I had a far more serious problem with lower back pain about two years ago so I am concerned about how serious this might be.
In the Sunday class with Kim Groak, I mentioned my problem to Kim. She did a class that was strong on hip openers as well. I felt much better after the class than before so she must have done something right. I was able to do Half Moon pose with my arms spread wide. It had always been hard for me because my hips tended to be unstable, throwing me out of alignment, not to mention my general balance deficiency.
Over the weekend, I took a Hip Opener workshop at TranquilSpace. It was a two-hour workout, double what I normally take. The instructor was Kevin Waldorf-Cruz, and we had a nice chat before class, when I told him of my history of lower back pain and what I had been doing to treat it. I was fearful that I might overload my lower back because of the intensive nature of the session, but it was the opposite. I came out really tired, pushed to my extreme, but my back felt fine. I don’t think I “cured” my lower back pain, but I did come to release into it and accept it as a given in my practice. I learned I had to listen to it attentively and patiently — and apply that lesson to the rest of my body.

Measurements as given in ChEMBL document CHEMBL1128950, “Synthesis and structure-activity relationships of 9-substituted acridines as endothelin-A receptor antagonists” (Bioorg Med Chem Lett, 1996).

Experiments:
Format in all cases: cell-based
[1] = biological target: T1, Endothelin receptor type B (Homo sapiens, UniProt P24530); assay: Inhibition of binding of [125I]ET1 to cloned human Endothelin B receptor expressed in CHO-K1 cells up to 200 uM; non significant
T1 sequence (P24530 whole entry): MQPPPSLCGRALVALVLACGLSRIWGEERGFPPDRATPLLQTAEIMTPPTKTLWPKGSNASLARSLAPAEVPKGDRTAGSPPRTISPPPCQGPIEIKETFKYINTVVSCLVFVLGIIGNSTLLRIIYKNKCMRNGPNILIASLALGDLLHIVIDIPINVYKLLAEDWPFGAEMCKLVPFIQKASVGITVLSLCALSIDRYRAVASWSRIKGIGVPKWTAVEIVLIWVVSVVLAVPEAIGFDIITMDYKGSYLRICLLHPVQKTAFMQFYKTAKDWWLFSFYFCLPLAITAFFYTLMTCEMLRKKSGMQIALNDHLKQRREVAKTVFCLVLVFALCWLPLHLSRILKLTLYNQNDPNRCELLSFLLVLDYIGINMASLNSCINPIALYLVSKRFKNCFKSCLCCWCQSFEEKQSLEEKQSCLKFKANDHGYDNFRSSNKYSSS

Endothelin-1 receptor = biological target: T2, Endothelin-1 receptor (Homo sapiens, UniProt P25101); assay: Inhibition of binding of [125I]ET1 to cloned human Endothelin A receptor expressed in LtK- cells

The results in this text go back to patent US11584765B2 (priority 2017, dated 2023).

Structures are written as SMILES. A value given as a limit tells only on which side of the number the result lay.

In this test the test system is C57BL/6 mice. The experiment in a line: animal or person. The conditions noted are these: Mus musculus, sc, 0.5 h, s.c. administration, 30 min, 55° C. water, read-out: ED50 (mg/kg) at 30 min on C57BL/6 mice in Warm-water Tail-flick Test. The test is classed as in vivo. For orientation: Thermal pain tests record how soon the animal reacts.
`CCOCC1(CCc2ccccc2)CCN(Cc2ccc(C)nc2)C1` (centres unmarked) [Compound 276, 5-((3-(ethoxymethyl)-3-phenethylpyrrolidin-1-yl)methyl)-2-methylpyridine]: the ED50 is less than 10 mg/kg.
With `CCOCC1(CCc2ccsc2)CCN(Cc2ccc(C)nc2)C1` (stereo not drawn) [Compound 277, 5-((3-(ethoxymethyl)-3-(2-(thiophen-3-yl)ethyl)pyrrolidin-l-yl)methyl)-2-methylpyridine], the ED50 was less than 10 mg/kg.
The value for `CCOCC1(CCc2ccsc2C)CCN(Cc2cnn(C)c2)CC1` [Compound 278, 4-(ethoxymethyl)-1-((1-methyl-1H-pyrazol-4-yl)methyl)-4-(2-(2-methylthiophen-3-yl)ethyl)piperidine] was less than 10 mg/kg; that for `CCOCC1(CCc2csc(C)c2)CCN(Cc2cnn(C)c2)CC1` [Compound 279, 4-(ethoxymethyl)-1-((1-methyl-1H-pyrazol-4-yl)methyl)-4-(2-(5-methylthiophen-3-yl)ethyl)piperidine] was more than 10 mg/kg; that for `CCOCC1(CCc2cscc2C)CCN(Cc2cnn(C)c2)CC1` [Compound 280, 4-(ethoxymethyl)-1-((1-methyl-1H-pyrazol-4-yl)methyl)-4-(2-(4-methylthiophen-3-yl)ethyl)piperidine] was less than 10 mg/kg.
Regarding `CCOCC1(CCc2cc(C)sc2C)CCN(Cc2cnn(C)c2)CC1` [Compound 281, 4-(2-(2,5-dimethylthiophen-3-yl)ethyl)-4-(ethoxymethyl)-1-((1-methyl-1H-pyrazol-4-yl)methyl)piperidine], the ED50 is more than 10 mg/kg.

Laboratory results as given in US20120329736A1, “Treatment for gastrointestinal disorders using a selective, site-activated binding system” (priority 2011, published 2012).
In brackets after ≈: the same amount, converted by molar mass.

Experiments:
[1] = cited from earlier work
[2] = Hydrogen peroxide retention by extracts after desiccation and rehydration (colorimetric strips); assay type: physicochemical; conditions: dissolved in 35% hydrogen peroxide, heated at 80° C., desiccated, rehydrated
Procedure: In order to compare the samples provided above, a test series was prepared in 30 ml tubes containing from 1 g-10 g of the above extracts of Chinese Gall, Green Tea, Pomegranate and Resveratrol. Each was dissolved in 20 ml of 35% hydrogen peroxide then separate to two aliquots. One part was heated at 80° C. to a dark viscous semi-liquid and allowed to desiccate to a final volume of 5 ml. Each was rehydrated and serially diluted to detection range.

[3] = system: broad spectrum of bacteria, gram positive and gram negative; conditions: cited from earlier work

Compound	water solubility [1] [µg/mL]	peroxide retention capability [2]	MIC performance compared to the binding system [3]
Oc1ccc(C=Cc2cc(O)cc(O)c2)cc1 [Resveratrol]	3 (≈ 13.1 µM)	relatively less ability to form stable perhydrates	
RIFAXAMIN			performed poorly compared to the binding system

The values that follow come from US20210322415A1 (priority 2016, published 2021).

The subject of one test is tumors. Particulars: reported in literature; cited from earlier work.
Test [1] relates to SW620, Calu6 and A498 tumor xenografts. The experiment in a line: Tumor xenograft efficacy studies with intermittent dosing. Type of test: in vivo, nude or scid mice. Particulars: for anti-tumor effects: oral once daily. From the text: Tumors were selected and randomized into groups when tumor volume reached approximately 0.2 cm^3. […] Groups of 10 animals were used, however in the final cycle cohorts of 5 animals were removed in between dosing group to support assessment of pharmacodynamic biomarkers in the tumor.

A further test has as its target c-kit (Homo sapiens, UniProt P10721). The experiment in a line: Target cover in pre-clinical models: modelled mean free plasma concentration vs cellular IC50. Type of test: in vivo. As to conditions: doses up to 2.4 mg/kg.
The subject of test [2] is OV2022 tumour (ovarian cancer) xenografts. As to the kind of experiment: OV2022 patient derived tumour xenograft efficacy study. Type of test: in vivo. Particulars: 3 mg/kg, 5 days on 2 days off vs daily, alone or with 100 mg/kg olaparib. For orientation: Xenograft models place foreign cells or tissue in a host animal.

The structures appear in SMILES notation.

I have spent the past week concentrating on my lower back and hips to try to restore balance to my yoga development. I have not gone back to the studio, either at TranquilSpace or Bally’s. The up side is that I have a daily home practice that concentrates on my weaknesses.
I purchased a book, Back Rx: a 15-Minute-a-Day Yoga and Pilates-Based Program to End Low Back Pain by Vijay Vad and Hilary Hinzman. The book is published by Gotham Books, New York. Vad is a sports medicine specialist in New York and has worked with the golf and tennis pro tour. He endorses a hybrid method because some routines in boht Pilates and yoga put undue stress on the lower back. His routines are three sets of about 15 poses. You’re supposed to be able to get through one routine without pain before moving to the next level.
I’ve also being doing poses for my hamstrings and rotators: Hips too tight? by Judith Lasater and Ease on the Back by Julie Gudmestad. Both articles had originally appeared in Yoga Journal. I only do the exercise that do not cause me pain.
This weekend I was working out at the gym and I aggravated a lower-back sprain that I got the previous weekend. I thought I had recovered completely, but obviously I hadn’t. I was actually working on leg presses, but apparently compressed my back, putting pressure on the lower back. I’ve been putting a lot of time into aerobic exercise and also working on strength, especially arms, shoulders and core.
I have set myself the goal of dropping at least 10 pounds because I can see how my weight interferes with my yoga. I haven’t been under 190 pounds in ages. I’ve altered my diet, eliminating meat and potatoes from my lunch. It’s going to take time.